It may be obvious that many businesses rely on the supplier chain in order to get a product from just an idea into a reality. What may not be obvious though, is that your company’s success could depend on something as simple as the quality of the suppliers. This has been an issue for Boeing in the past, when the parts supplied for the 787 were not fit for purpose.
With that in mind, wouldn’t it be great if you could make sure that you had the best dream team of suppliers, each running at the top of their game?
Often suppliers have slogans which are used to bring to mind feelings of trust, security or quality. They may even publish quarterly reviews showing how they performed twice as efficient as last year. However, wouldn’t it be good if you could collect your own information on a supplier? Well this is where Supplier Rating Systems come in handy.
What are supplier rating systems?
The question is though, just what are these Supplier rating systems? Sometimes referred to as Vendor Rating Systems, they are ways for your company to monitor and assess the performance of a supplier. When used effectively, any part of the supply chain can be measured.
So this means that rather than being told that your supplier has been performing brilliantly, you can use your own data to check their claims.
I’m sure you would have come into contact with a Supplier Rating System in one form or another. Maybe your mum’s birthday present did not match the heady expectations with which the ‘Woolly Jumper’ shop claimed. So you give the company a rating, perhaps even give feedback. Needless to say, you won’t be purchasing much from this supplier any time soon. As you may have guessed, you’ve just made an entry on your own Supplier Rating System.
This is a simplified idea of how it works, but the principle is the same.
How they are measured?
Using our example above, take a second to think about how you measured the success of the supplier?
Now you would have taken many things into consideration, the first things that sprang into my mind were:
– Cost of the jumper
– Quality of the jumper
– Delivery costs
– Delivery time
If you have similar to above, then guess what? These are things measured by the Supplier Rating System! The only difference is that they are usually called K.P.I’s, or Key Performance Indicators.
The official definition of a KPI is “a business metric used to evaluate factors that are crucial to the success of an organisation.” Put into everyday terms, anything measured by a company that can.
The use of KPI’s is how we create our Supplier Rating System. The first step is to make a list of possible KPI’s relating to your business, from this you build a scorecard for your suppliers.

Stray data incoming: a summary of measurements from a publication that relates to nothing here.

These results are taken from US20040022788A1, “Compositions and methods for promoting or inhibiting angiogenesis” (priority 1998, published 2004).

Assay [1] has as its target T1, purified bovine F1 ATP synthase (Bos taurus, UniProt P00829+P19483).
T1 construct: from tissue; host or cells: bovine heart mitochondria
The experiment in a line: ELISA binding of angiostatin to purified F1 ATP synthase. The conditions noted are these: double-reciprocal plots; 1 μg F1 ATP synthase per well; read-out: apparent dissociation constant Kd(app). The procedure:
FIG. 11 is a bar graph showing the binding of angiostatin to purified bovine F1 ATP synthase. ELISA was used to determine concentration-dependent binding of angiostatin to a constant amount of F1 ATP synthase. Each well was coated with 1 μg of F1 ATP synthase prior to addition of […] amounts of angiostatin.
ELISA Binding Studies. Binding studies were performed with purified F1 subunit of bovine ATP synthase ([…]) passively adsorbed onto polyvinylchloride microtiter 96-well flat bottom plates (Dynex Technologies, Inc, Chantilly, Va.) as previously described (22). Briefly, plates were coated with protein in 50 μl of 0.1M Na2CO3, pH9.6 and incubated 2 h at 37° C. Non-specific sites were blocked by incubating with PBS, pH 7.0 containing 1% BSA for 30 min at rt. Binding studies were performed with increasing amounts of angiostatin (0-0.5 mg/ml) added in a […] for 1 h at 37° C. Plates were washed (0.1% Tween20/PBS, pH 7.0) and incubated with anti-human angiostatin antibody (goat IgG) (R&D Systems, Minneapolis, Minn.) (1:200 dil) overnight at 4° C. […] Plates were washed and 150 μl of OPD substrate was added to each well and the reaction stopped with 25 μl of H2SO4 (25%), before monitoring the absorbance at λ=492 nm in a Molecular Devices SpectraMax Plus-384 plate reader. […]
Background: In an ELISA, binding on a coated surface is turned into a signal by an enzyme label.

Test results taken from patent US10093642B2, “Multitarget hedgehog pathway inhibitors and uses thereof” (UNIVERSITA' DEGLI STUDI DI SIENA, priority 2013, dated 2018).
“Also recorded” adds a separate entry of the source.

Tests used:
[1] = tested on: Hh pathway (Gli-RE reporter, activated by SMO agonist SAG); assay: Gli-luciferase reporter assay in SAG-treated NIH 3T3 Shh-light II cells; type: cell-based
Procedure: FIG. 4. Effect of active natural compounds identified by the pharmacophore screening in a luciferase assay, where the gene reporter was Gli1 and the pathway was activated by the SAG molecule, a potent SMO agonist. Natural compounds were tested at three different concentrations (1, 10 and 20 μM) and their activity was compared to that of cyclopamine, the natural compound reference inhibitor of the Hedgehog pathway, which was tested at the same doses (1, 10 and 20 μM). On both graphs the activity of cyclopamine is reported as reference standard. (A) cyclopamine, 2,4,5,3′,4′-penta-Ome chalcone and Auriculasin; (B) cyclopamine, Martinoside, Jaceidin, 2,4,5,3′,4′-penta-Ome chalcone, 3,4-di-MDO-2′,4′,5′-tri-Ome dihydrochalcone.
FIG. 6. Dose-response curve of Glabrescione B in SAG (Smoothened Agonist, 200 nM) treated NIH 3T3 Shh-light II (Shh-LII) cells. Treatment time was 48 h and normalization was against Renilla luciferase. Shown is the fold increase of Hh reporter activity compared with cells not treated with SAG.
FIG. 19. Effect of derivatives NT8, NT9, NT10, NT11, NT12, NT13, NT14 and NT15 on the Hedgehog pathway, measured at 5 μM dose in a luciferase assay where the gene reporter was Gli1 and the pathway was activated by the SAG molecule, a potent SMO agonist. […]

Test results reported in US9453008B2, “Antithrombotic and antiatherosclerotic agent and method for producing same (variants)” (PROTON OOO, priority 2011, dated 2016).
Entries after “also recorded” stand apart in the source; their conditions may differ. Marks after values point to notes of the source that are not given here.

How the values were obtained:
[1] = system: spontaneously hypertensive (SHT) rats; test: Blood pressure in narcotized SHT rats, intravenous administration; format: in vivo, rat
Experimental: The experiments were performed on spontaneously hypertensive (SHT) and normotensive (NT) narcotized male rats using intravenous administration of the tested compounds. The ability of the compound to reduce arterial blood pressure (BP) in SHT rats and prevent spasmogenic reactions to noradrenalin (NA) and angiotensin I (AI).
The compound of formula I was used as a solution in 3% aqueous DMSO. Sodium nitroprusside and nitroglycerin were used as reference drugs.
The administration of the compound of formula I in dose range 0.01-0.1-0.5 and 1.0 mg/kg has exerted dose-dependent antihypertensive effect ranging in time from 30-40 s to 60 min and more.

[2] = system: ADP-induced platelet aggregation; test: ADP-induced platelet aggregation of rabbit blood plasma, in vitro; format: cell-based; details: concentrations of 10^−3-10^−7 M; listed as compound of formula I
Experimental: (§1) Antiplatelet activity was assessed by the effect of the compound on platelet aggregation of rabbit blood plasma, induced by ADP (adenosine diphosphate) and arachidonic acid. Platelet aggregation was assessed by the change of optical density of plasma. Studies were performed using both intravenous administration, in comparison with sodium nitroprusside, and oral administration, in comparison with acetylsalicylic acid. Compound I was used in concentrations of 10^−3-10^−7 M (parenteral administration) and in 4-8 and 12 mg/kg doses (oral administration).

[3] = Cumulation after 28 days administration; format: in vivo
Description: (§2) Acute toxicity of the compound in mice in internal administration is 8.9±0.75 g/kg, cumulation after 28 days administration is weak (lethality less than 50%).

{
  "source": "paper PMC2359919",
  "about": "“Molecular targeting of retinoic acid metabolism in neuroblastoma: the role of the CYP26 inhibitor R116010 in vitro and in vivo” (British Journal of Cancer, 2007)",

A scorecard is specific to each company’s needs, but there are websites such as bravosolution and supplychaincowboy which give brilliant free guides on creating supplier scorecards. Now you have your KPI’s and your scorecard, you can begin to rate each and every supplier on the supply chain.
So why are they important to you?
Let’s address the looming question then, why is this important to me? To some, it may seem like a lot of effort to be rating, organising and arranging your suppliers into a league table. But trust me, in the long run, these systems really do pay off.
Having a Supplier Rating system in place will automatically highlight any suppliers not performing to the expected standard. It will also, more importantly, highlight those suppliers surpassing expectations. With this system, you will also benefit from having concrete information on suppliers performance that you can use to negotiate.
Some companies actually publish their rating table to their suppliers, which at first may seem unwise, but on closer inspection makes a great deal of sense. Publishing rating tables let’s each supplier see their performance in relation to one another. The idea is that this will encourage competition within the supply chain and therefore inspire them to increase performance. Smart move.
Having a Supplier Rating System in place allows you to get a clear understanding of every aspect of the Supplier Chain. It allows accurate monitoring of performance and gives an insight into any changes taking place whether for the good, the bad or the ugly.
In the next article of this series, I will be looking into the advantages of having a Supplier Rating Systems in greater detail and shedding more light on just how important they are.